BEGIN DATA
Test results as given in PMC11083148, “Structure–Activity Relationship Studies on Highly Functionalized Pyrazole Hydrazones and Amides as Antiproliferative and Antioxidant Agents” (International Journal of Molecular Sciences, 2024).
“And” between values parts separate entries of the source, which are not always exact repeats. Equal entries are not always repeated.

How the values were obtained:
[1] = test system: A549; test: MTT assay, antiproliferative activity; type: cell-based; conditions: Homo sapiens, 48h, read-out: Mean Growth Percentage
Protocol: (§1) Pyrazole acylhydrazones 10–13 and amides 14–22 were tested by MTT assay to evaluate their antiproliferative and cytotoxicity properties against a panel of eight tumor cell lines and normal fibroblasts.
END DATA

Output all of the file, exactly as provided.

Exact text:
Test results as given in PMC11083148, “Structure–Activity Relationship Studies on Highly Functionalized Pyrazole Hydrazones and Amides as Antiproliferative and Antioxidant Agents” (International Journal of Molecular Sciences, 2024).
“And” between values parts separate entries of the source, which are not always exact repeats. Equal entries are not always repeated.

How the values were obtained:
[1] = test system: A549; test: MTT assay, antiproliferative activity; type: cell-based; conditions: Homo sapiens, 48h, read-out: Mean Growth Percentage
Protocol: (§1) Pyrazole acylhydrazones 10–13 and amides 14–22 were tested by MTT assay to evaluate their antiproliferative and cytotoxicity properties against a panel of eight tumor cell lines and normal fibroblasts.